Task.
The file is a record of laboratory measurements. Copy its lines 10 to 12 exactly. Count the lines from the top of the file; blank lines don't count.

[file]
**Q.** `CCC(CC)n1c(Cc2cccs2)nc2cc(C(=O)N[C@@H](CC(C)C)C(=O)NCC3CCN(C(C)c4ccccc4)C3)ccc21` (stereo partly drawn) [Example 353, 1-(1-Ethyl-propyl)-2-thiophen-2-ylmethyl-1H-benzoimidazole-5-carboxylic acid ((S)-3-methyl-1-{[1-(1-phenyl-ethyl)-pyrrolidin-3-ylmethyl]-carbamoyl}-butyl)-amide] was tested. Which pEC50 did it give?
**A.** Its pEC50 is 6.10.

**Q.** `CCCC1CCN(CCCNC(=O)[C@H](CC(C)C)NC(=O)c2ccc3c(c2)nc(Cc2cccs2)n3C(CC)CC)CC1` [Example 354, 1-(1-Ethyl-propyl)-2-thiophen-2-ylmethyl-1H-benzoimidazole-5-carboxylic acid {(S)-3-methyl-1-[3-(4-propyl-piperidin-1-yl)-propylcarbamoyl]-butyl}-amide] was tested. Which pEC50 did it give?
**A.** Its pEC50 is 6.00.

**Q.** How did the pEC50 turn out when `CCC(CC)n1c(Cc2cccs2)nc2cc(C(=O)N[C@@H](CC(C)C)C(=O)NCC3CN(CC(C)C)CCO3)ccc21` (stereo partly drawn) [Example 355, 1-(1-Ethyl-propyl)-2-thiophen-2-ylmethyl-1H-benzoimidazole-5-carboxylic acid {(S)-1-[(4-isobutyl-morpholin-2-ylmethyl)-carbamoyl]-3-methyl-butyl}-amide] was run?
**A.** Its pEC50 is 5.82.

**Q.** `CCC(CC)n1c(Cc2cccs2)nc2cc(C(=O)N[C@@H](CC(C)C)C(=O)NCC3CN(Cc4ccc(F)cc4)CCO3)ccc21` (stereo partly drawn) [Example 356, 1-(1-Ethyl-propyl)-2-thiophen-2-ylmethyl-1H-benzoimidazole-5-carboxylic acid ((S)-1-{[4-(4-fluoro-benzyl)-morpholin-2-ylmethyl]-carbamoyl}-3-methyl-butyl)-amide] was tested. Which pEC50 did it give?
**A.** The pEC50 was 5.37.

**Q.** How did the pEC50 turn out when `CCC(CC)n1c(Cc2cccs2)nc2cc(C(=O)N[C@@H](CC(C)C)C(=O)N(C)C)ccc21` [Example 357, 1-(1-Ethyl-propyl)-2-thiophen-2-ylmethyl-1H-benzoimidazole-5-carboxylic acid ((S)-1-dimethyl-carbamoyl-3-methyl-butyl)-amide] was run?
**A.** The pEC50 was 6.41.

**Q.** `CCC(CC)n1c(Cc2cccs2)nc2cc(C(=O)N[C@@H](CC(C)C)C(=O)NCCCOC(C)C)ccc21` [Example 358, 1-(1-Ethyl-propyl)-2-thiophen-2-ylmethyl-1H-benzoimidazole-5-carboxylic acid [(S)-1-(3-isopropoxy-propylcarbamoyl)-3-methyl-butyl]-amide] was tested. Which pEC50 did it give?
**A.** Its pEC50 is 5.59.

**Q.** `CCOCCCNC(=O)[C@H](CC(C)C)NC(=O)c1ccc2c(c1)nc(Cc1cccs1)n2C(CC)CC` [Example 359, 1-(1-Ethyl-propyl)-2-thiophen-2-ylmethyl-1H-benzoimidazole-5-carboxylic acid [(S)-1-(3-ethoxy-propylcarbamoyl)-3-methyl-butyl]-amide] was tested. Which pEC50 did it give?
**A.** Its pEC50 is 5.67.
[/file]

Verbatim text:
**A.** The pEC50 was 6.41.

**Q.** `CCC(CC)n1c(Cc2cccs2)nc2cc(C(=O)N[C@@H](CC(C)C)C(=O)NCCCOC(C)C)ccc21` [Example 358, 1-(1-Ethyl-propyl)-2-thiophen-2-ylmethyl-1H-benzoimidazole-5-carboxylic acid [(S)-1-(3-isopropoxy-propylcarbamoyl)-3-methyl-butyl]-amide] was tested. Which pEC50 did it give?
**A.** Its pEC50 is 5.59.